The film industry suffered a devastating loss. On Friday, January 7, famed actor Sidney Poiter died at the age of 94.
According to The Independent, Sidney Poitier died on Friday, January 7, at the age of 94. The actor was well-known for his powerful performances and later career as an ambassador.
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He was also the first Bahamian and African American to win an Academy Award for Lilies of the Field in 1964. The actor’s death was announced by Bahamian Foreign Minister Fred Mitchell, and no cause of death has been disclosed.
Sidney was born on February 20, 1927, in Miami, Florida. His parents were from the Bahamas, where he grew up with little education and no exposure to life outside of his family’s farm.
When he was 12, his family relocated to Nassau, the Bahamian capital, and he saw his first movie. Sidney’s father encouraged him to relocate to the United States because he was already a citizen and could support himself.
Sidney discovered the American Negro Theater in New York City after a brief stint in the Army. In exchange for acting classes, he worked as a janitor.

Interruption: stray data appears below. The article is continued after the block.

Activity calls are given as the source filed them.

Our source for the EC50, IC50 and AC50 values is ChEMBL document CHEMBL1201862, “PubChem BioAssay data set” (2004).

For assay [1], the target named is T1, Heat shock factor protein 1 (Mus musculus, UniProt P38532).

When Harry Belafonte was unable to perform one night, Sidney was called in to fill in, and he impressed the audience and landed his first official stage role in Lysistrata, which he followed up with Anna Lucasta. In 1950, Sidney made his film debut in No Way Out.
Sidney made an indelible mark on Hollywood with his performances in films such as Cry, The Beloved Country, Blackboard Jungle, A Patch of Blue, and Raisin In The Sun. He established himself as a genuine movie star, co-starring with Tony Curtis in The Defiant Ones and Spencer Tracy and Katharine Hepburn in Guess Who’s Coming To Dinner.
Sidney continued to make films until 2001. His final acting role was in the television film The Last Brickmaker in America. He continued to appear in documentaries and specials, including presenting the Academy Award for Best Director at the 2014 Oscars.
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President Barack Obama awarded Sidney the Presidential Medal of Freedom in 2009. In 1974, Queen Elizabeth II of the United Kingdom awarded him a knighthood. He has always held dual citizenship with the United States and the Bahamas, and the island nation asked him to serve as an ambassador to Japan in 1997.
He was also the Bahamas’ representative to the United Nations Educational, Scientific, and Cultural Organization. Sidney also wrote several books, including his spiritual autobiography, The Measure of a Man.
In 1950, he married Juanita Hardy, with whom he had four daughters. Sidney married Joanna Shimkus in 1976 after the couple divorced in 1965. They were the parents of two daughters.